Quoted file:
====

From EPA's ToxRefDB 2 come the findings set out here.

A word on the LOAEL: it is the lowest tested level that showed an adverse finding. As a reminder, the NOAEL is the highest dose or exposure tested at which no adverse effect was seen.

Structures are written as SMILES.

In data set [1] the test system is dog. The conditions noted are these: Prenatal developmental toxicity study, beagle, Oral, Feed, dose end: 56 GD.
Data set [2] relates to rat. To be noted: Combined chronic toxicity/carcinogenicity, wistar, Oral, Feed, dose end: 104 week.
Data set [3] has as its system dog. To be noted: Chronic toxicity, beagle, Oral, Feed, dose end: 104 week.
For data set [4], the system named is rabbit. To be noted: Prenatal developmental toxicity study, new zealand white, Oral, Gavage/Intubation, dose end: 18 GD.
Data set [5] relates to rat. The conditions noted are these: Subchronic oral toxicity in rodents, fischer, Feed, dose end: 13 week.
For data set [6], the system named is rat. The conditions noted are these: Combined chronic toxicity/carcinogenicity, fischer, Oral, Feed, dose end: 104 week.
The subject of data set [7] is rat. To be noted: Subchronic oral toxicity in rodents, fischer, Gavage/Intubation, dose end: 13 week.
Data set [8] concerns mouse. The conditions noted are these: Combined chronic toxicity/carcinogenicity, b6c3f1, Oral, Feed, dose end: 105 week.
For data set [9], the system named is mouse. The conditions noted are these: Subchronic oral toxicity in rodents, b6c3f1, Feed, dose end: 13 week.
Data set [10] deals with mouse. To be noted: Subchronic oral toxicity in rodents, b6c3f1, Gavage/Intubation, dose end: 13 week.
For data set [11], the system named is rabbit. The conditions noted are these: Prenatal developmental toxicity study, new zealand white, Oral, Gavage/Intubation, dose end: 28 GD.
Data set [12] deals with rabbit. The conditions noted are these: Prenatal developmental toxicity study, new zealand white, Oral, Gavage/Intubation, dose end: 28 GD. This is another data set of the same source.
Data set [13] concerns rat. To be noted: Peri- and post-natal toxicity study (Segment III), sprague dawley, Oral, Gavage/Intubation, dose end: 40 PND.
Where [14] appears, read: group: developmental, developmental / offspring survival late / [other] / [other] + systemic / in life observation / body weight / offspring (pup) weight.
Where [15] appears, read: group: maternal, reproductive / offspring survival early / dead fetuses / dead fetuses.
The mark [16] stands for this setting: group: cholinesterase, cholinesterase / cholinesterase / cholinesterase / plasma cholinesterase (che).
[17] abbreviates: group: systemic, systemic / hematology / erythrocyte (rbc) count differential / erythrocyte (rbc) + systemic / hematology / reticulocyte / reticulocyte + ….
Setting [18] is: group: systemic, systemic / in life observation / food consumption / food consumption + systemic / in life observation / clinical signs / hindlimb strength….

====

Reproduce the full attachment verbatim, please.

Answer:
From EPA's ToxRefDB 2 come the findings set out here.

A word on the LOAEL: it is the lowest tested level that showed an adverse finding. As a reminder, the NOAEL is the highest dose or exposure tested at which no adverse effect was seen.

Structures are written as SMILES.

In data set [1] the test system is dog. The conditions noted are these: Prenatal developmental toxicity study, beagle, Oral, Feed, dose end: 56 GD.
Data set [2] relates to rat. To be noted: Combined chronic toxicity/carcinogenicity, wistar, Oral, Feed, dose end: 104 week.
Data set [3] has as its system dog. To be noted: Chronic toxicity, beagle, Oral, Feed, dose end: 104 week.
For data set [4], the system named is rabbit. To be noted: Prenatal developmental toxicity study, new zealand white, Oral, Gavage/Intubation, dose end: 18 GD.
Data set [5] relates to rat. The conditions noted are these: Subchronic oral toxicity in rodents, fischer, Feed, dose end: 13 week.
For data set [6], the system named is rat. The conditions noted are these: Combined chronic toxicity/carcinogenicity, fischer, Oral, Feed, dose end: 104 week.
The subject of data set [7] is rat. To be noted: Subchronic oral toxicity in rodents, fischer, Gavage/Intubation, dose end: 13 week.
Data set [8] concerns mouse. The conditions noted are these: Combined chronic toxicity/carcinogenicity, b6c3f1, Oral, Feed, dose end: 105 week.
For data set [9], the system named is mouse. The conditions noted are these: Subchronic oral toxicity in rodents, b6c3f1, Feed, dose end: 13 week.
Data set [10] deals with mouse. To be noted: Subchronic oral toxicity in rodents, b6c3f1, Gavage/Intubation, dose end: 13 week.
For data set [11], the system named is rabbit. The conditions noted are these: Prenatal developmental toxicity study, new zealand white, Oral, Gavage/Intubation, dose end: 28 GD.
Data set [12] deals with rabbit. The conditions noted are these: Prenatal developmental toxicity study, new zealand white, Oral, Gavage/Intubation, dose end: 28 GD. This is another data set of the same source.
Data set [13] concerns rat. To be noted: Peri- and post-natal toxicity study (Segment III), sprague dawley, Oral, Gavage/Intubation, dose end: 40 PND.
Where [14] appears, read: group: developmental, developmental / offspring survival late / [other] / [other] + systemic / in life observation / body weight / offspring (pup) weight.
Where [15] appears, read: group: maternal, reproductive / offspring survival early / dead fetuses / dead fetuses.
The mark [16] stands for this setting: group: cholinesterase, cholinesterase / cholinesterase / cholinesterase / plasma cholinesterase (che).
[17] abbreviates: group: systemic, systemic / hematology / erythrocyte (rbc) count differential / erythrocyte (rbc) + systemic / hematology / reticulocyte / reticulocyte + ….
Setting [18] is: group: systemic, systemic / in life observation / food consumption / food consumption + systemic / in life observation / clinical signs / hindlimb strength….